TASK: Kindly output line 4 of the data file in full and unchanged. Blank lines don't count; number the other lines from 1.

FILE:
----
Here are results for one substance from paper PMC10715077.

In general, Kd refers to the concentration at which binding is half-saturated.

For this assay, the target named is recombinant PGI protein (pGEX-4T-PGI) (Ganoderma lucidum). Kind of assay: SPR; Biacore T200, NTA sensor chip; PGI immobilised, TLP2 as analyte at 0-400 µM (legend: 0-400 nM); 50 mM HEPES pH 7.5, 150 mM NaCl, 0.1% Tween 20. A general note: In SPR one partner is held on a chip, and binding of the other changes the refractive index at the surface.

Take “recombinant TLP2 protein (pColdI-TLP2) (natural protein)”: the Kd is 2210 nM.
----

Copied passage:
Take “recombinant TLP2 protein (pColdI-TLP2) (natural protein)”: the Kd is 2210 nM.